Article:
POST: Open-Access Publishing: What Authors Should Know

In a post at AHA today, Kritika Agarwal (AHA) interviews William Deverell (Huntington-USC Institute on California and the West) about the publication of his new OA monograph Water and Los Angeles: A Tale of Three Rivers, 1900ā€“1941, released in 2016 by the University of California’s Luminos OA imprint.

Q. Do you see any clear advantages or disadvantages to publishing an open-access monograph?

Access beyond traditional publishing pathways, marketing, sales, and inventories: all that is great. Is there a barrier in the shape of up-front author-carried funding? Yes. The amounts are not huge, but I do hope that the academy continues to be supportive of, for instance, junior or non-tenure-track scholars (and others) whose access to research funding that can support open-access publishing is limited in ways that it might not be for more senior faculty at institutions that can provide such support. That seems obvious, but it is a real concern.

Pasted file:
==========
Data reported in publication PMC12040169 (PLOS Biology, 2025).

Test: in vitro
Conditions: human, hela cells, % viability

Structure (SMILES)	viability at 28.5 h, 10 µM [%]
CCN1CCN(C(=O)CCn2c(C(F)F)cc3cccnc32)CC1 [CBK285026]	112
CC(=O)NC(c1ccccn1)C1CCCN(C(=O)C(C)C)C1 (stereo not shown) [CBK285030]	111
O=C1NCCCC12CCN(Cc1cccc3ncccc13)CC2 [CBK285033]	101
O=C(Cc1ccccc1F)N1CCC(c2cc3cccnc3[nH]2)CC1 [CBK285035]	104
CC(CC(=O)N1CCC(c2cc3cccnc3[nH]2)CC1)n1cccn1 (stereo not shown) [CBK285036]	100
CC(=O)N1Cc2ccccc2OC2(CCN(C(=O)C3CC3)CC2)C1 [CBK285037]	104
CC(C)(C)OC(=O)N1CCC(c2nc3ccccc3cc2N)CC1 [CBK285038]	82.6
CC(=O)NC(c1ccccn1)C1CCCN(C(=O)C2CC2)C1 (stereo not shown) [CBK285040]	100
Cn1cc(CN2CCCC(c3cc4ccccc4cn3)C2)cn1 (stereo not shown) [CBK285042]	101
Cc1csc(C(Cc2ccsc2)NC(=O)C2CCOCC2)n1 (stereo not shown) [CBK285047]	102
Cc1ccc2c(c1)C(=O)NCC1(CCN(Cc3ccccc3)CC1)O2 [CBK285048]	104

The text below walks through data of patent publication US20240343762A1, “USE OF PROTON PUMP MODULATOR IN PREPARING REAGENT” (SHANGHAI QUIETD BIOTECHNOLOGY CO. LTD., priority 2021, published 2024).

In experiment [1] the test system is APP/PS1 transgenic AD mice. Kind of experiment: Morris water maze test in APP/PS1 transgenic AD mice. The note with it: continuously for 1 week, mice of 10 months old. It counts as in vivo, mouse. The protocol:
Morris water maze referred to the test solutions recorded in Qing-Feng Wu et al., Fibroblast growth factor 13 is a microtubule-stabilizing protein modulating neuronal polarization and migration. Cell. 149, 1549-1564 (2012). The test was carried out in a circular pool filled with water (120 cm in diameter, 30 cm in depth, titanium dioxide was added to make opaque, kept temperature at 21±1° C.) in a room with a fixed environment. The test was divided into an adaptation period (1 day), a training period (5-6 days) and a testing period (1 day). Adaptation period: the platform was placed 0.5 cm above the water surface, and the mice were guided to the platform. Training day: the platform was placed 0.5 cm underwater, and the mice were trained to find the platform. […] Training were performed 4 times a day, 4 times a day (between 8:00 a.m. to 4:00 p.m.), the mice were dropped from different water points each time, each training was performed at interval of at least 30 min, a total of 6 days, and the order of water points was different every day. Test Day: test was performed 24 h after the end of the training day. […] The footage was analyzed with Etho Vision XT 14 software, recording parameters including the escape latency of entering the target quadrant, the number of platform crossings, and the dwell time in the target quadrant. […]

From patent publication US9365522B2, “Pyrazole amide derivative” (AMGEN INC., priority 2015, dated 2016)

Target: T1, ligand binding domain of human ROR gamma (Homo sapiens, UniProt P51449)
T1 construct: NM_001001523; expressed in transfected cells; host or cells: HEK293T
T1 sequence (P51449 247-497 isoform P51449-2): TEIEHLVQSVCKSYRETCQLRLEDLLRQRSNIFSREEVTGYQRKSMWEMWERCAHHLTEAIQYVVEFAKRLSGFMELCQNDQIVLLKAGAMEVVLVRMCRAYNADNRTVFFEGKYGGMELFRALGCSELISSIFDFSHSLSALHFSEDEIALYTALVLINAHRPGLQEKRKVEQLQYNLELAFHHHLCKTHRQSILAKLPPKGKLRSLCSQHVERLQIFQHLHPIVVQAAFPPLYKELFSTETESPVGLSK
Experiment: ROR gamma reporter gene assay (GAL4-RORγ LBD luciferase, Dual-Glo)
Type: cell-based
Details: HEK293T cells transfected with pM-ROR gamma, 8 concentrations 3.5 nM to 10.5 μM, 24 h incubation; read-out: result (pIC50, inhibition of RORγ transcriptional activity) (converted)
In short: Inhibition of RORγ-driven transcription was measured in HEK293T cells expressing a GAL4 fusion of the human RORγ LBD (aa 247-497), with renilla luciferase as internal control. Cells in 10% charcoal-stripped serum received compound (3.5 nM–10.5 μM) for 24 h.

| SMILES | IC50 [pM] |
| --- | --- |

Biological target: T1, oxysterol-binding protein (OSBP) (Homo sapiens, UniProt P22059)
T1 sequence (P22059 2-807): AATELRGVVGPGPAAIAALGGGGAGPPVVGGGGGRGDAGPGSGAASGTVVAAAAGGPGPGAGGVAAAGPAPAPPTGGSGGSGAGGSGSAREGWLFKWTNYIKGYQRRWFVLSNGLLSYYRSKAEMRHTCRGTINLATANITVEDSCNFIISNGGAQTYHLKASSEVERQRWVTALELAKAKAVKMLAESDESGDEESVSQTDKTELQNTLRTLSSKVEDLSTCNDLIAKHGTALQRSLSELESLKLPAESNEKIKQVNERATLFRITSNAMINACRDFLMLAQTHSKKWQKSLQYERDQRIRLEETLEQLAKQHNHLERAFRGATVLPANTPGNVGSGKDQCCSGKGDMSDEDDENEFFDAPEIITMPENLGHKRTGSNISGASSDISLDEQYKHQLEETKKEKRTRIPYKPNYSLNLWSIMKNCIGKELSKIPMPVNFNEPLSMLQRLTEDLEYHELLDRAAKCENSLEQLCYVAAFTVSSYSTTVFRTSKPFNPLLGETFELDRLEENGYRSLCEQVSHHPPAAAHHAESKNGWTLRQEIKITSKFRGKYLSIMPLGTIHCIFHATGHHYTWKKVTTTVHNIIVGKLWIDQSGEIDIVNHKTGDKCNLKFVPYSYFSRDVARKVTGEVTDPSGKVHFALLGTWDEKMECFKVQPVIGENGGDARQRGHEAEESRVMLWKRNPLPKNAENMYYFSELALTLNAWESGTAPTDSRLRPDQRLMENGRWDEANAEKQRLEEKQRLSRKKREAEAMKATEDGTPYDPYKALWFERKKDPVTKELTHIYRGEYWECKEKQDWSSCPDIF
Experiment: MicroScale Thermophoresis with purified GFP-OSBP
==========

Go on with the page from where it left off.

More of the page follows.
Q. Much of the open-access content right now is in the natural and physical sciences. Why is open access a good format for historians and for historical research?

For the same reasons, Iā€™d guess. And for the opportunity to bring first-rate humanities work to wider publics hungry for scholarly insight, analysis, and argument.

The interview provides a case study for librarians supporting open access publishing in the humanities and offers a faculty perspective on the benefits and and concerns of open access.

dh+lib Review

This post was produced through cooperation among Kelsey George, Joseph Koivisto, Stephen Lingrell, Stephen McLaughlin, Megan Martinsen, Allison Ringness, and Chella Vaidyanathan (Editors-at-large for the week), Patrick Williams (Editor for the week), and Caitlin Christian-Lamb, Caro Pinto and Roxanne Shirazi (dh+lib Review Editors).